Growing up, we would sometimes say so-and-so was a little “touched.” Mental health issues were shrouded in mystery. Being “touched” could mean any variety of breaks with reality. It might mean you were talking to yourself, hallucinating or paranoid. It could mean you were a hoarder or constantly sad or angry. Some people are born into a world of mental health issues, while others develop complications over time. I’ve experienced my own share of anxiety and depression, and I’m not alone. According to a 2019 study by the National Institute of Mental Health, 51.5M adults in the U.S. live with a mental illness. That’s 20.6% of all adults and 24.5% of women. Like it or not, we are all at risk of being touched by mental health issues at some point in our lives.




May is Mental Health Awareness Month. It’s the perfect opportunity to take a little time to check in on your own mental wellness routine. Sometimes we get so busy managing our hectic lives and working to fit in that we ignore trauma and hide from our real selves. Here are my 5 tips to make your “mental” magical:



  1. Practice gratitude. – Consider keeping a gratitude journal, repeating gratitude affirmations or consciously counting your blessings on a daily basis. Gratitude relieves depression, anger, anxiety, jealousy and a host of other negative emotions that can lead to poor mental health.
  2. Cultivate meaningful relationships. – Friends, family members, partners, mentors, business associates, spiritual leaders, healthcare providers, co-workers and role models are all important in creating a supportive community. Building community and connection is critical in keeping any sense of loneliness or isolation at bay. Humans are social creatures; we are not at our best when we aren’t in community.
  3. Forgive yourself and others. – Forgiveness doesn’t mean we absolve ourselves or anyone else from guilt for wrongdoing. It means we release our anger so we don’t harm ourselves or others. According to, while anger issues don’t qualify as a medical diagnosis, they are the symptom of many mental health issues including depression, obsessive-compulsive disorder (OCD), attention deficit hyperactivity disorder (ADHD), bipolar disorder, intermittent explosive disorder (IED) and grief.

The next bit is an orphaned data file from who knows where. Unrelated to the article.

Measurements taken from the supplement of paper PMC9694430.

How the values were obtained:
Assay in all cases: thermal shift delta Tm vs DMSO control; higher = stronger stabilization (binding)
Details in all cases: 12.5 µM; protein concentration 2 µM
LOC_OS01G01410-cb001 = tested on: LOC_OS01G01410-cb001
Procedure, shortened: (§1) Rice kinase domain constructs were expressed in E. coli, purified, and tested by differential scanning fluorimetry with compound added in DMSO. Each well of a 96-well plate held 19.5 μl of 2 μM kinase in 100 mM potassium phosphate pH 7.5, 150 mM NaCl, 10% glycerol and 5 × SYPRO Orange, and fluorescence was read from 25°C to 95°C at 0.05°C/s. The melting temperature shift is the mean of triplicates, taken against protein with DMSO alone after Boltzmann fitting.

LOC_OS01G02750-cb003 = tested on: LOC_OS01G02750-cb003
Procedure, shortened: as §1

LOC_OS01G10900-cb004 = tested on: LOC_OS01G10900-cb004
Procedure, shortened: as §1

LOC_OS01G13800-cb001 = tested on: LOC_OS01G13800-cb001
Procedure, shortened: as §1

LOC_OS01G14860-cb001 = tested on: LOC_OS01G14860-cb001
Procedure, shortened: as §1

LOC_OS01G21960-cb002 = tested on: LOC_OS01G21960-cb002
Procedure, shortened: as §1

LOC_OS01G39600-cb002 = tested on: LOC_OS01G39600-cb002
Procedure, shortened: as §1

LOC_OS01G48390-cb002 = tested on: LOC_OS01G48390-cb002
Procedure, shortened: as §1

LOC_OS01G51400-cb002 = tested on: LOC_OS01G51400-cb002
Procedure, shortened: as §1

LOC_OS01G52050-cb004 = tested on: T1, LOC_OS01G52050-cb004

4. Have boundaries. – Learn to know and love yourself enough to say “yes” to the things that you want and “no” to the things that you don’t. Lack of boundaries can lead to mental strain caused by unwitting friends and family innocently sleeping on your emotional lawn, or by methodical abusers, like narcissists, who take advantage of your open fences. “No.” is a full sentence. Learn to use it to protect your sanity.
  5. Let shit go. – Learning to live in the now is one of the greatest gifts you can give to yourself. The past is gone. The future hasn’t happened. All you can control is the current moment. Work to heal past wounds and trauma, and then let them go. Be mindful of the moment your in and do your best to enjoy it. You’re alive, after all.


Depending on your background and circumstances, mental health issues may present themselves for either short or extended periods. Much like with physical ailments, preventative care makes a world of difference. We all know that regular exercise, a healthy diet and appropriate hydration can ward off most chronic illnesses. Make sure to have a fitness routine for your mental health as well.



I wish you passion, purpose and the realization of your fullest potential!


P.S. The photo is a quote from tennis legend, Arthur Ashe. It speaks beautifully to our journeys. We all work with what we have. Whatever you’re working with, take time to work on you. If you want to cultivate new relationships while creating a space for preventative care for your mental health, join me for one of my upcoming events. Click the link below for more information.

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